This new shark attack flick doesn’t take itself too seriously, writes Caris Bizzaca
Fear factor bites back.
AUSSIE director Kimble Rendall says shark attack flick Bait was already being filmed when life imitated art during the Queensland floods. The timing was touchy because in
Bait, a tsunami hits Australia, trapping people in a shopping centre with giant sharks, and the shoot coincided with the devastating floods.
‘‘ That was a tragedy . . . the idea was written before those things happened,’’ Rendall said, also referring to the tsunami that devastated Japan.
‘‘ People are going, ’ Oh sharks in a supermarket, that’s unbelievable’, and then there was a bull shark in a video store in Bowen, from the floods.’’
He says Bait is part- disaster movie, so using the tsunami was essential to the story, but as with any film it’s hard not to make a connection to real life.
‘‘ Look at movies, people get shot, people get run over,’’ he says.
‘‘ It doesn’t matter what it is . . . even if it’s a romantic comedy, you can’t avoid it.’’
Rendall, who worked as second unit director on big US movies including the
Matrix sequels and I, Robot, says he brought the crew ( some from Sydney) from those shoots to Bait.
‘‘ We’re bringing that expertise into Australian movies,’’ he says.
They needed it. As the first Australian 3D action genre production,
Bait brought with it some tough technical challenges.
Two of the film’s stars, Lincoln Lewis and Cariba Heine, say the crew had to deal with obstacles such as having the cameras close to water.
‘‘ They [ also] figured out pretty early on that they had to have the aircon on full blast . . . because if those cameras overheat, they’re down for four hours,’’ Heine says.
Lewis says 3D was a major drawcard to get involved.
‘‘ It was Australia’s first 3D film,’’ he says. ‘‘ That really got our attention and then after that, it was about sharks.’’
He says the shark itself was incredibly realistic, even to the tiniest detail.
‘‘ Everything, like the eyes close over when it attacks,’’ Lewis says. Rendall says while there are scares,
Bait is more of a fun popcorn movie and doesn’t take itself seriously. ‘‘ People mention Jaws,’’ he says. ‘‘[ Jaws is a] masterpiece and we weren’t intending to make a film that was any better than that. There’s no way. This is a different style of thing.’’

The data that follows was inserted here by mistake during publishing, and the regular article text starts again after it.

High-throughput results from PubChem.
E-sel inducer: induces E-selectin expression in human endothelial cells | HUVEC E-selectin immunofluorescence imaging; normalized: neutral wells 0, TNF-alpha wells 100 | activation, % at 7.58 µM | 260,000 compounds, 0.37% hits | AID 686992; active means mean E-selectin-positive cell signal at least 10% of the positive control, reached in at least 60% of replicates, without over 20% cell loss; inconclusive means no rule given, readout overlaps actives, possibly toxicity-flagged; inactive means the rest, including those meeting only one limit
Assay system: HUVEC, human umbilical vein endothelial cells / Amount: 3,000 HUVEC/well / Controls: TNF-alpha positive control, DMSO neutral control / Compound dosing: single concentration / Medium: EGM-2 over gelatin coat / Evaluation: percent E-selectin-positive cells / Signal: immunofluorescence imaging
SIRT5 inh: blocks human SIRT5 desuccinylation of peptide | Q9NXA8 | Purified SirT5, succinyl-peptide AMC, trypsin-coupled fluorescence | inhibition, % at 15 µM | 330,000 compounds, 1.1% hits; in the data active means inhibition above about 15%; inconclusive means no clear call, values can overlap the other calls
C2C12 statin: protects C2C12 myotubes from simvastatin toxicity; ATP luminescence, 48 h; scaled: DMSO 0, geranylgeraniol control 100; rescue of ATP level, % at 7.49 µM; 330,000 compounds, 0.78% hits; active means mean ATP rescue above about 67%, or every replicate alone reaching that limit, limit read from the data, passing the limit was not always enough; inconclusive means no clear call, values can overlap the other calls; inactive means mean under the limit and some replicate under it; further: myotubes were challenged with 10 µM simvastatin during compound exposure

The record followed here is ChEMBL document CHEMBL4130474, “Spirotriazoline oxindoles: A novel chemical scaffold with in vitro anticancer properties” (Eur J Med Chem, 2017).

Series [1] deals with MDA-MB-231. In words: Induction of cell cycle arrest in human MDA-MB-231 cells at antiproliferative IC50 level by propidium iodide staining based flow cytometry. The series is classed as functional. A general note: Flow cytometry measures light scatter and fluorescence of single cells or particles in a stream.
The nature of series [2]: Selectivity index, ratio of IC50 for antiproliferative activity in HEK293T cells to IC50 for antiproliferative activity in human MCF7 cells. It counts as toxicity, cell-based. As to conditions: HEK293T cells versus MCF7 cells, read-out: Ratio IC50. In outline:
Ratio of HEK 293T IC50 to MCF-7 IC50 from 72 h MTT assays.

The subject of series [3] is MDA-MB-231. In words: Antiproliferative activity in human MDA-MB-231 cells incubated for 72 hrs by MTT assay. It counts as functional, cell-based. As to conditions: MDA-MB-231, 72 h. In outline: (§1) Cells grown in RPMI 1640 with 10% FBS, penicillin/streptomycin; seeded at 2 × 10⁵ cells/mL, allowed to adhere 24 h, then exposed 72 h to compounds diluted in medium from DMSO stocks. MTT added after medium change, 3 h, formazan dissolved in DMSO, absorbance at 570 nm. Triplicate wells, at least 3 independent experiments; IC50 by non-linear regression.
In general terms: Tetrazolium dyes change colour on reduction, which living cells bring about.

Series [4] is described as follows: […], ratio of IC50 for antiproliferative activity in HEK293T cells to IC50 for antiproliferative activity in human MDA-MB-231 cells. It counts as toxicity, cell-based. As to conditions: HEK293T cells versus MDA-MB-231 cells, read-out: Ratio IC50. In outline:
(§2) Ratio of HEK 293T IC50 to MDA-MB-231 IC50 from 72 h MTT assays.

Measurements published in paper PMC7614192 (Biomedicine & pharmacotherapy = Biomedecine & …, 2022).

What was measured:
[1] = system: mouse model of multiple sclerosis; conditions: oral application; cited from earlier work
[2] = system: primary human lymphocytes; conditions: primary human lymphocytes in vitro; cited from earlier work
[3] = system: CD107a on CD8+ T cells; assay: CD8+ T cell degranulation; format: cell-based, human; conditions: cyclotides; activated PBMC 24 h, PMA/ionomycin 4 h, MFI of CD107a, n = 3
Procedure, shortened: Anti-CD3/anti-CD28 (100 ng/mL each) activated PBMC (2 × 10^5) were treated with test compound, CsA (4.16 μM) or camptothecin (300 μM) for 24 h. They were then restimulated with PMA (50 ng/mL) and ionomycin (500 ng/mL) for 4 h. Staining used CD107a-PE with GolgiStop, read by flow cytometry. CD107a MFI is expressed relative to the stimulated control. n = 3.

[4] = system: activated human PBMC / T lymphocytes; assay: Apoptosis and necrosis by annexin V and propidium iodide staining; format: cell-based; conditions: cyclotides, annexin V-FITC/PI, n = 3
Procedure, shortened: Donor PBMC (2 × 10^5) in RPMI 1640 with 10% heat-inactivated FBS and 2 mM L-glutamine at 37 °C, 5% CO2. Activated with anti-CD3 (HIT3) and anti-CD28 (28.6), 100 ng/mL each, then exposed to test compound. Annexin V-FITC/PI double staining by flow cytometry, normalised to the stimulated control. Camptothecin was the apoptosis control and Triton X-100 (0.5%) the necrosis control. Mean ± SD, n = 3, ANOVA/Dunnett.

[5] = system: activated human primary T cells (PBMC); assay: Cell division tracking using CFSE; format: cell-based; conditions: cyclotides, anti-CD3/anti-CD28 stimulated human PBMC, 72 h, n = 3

Lewis says he knew Bait had a funny tone from the script, ‘‘ and we tried to make use of every single possible joke that came our way’’.
An ensemble movie, Bait features a cast including Dan Wyllie, Julian McMahon and Xavier Samuel, with most of the action taking place in the supermarket.
However, Lewis and Heine play a couple trapped in a flooded carpark one floor down.
While it meant they filmed most of their scenes in a submerged car, it didn’t keep them dry.
‘‘ We were sitting on sopping wet seats and standing on top of the kombi [ van] in a tight white T- shirt and black bra,’’ Heine says.
‘‘ She’s talking about me actually,’’ Lewis jokes.
‘‘ You’d be surprised at how much it makes a man feel sexy.’’
In all seriousness, he says as soon as they would start to dry off, they would get the order to jump back in the water.
In the short- term, it meant chlorine rashes and pruney- looking fingers, but with no adverse affects long- term . . . except maybe a bit more fear of the beach this summer.
Rendall, a former member of the Hoodoo Gurus rock band, says he often swims in Sydney.
‘‘ Well, it would be great promotion I think if the director gets eaten at Bondi Beach,’’ he jokes.
But like many Australians, he’s always thought about the danger of sharks, saying it’s part of our psyche.
‘‘ I used to ride a surfboard and I’ve ridden over sharks, on a wave,’’ he says.
‘‘ Not great whites . . . but they were big sharks, enough to scare you.’’
He says his grandfather was filleting a fish when a shark came up and took it from his hand.
‘‘ He never went back in the water, I don’t think.’’
However, having travelled around the world with Bait, including its premiere at Venice Film Festival, Rendall says it’s not just Australians.
The Italians, the Chinese – other audiences are scared of sharks too.
‘‘ It seems everyone is,’’ he said.